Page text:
Welcome Dio, the AI-generated sculpture made from the shredded remains of the computer that designed it.
Now selling at London auction house Phillips, the piece of art is the work of New York artist Ben Snell and it marks the third significant auction of AI art in recent months.
Dio follows the same basic methodology as the earlier works: machine learning algorithms scan and process a database of historical artworks in an attempt to produce similar data, with the assistance of the artist.
The training data for Dio consisted of an archive of more than 1,000 classical sculptures. The artist didn’t reveal much about his contribution in shaping the result.
“I choose not to describe matters of technique and implementation in more depth because these subjects are inherently alienating. My role is to communicate and contextualize Dio’s behavior in a familiar way. I believe its processes are very similar to ours: fundamentally different, but strikingly similar. My goal isn’t to make Dio more human; it is to help us recognize ourselves as computational.” said the artist.
There are a few artists working in the machine learning field that direct the creativity of computers and algorithms, while others say that these systems are artistic tools like any others… which is what artist Snell thinks as well:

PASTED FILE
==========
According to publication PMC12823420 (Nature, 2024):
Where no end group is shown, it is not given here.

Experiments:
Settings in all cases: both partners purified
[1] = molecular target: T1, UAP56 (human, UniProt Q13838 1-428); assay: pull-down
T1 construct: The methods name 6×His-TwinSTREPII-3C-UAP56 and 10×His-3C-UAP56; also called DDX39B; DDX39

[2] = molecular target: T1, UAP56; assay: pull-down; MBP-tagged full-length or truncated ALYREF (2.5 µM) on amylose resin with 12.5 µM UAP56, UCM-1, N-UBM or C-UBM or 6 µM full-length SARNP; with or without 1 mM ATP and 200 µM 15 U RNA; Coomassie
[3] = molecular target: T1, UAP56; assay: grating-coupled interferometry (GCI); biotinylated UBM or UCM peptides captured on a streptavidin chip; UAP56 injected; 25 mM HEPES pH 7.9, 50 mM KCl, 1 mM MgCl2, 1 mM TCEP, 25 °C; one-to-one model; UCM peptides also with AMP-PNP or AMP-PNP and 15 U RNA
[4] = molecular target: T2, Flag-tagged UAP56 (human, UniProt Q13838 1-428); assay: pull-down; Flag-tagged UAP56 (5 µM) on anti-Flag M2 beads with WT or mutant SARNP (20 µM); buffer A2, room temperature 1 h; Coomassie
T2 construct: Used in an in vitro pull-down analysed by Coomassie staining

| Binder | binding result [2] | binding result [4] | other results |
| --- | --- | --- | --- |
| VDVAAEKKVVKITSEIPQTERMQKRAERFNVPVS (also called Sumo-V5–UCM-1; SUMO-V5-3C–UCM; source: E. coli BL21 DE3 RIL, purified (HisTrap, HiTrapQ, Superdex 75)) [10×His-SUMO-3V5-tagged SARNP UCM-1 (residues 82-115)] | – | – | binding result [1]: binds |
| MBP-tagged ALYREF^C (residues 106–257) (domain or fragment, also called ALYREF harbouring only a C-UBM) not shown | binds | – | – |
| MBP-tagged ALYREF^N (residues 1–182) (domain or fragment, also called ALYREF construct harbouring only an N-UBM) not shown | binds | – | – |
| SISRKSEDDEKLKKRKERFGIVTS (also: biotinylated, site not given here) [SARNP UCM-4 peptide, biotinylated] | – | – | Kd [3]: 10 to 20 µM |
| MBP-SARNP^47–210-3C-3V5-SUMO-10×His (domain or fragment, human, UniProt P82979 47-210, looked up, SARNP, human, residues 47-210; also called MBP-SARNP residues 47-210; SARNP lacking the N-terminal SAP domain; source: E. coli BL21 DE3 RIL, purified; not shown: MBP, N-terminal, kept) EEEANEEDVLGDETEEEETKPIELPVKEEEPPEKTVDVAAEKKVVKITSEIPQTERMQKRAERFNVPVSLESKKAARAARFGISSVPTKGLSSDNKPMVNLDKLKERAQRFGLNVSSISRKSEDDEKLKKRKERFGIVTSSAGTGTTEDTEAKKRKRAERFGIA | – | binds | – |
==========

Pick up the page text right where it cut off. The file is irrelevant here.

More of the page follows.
“I consider myself, not the computer, to be the artist. Dio began by trying to recreate from memory every sculpture it saw”.
In his work process, Snell likes to use figurative language to make the digital processes more approachable for humans. He also said Dio will be the “first and last” output from his algorithms.
After creating the 3D model, he disassembled the computer he used to create it and used a specially-designed sealed box to ground it to dust. Then, he 3D-printed a mold of Dio and cast the sculpture into it with resin and the remains of the computer.
To Snell, this represented an attempt to diminish his control over the algorithms. This way, Dio is a unique and unrepeatable art piece.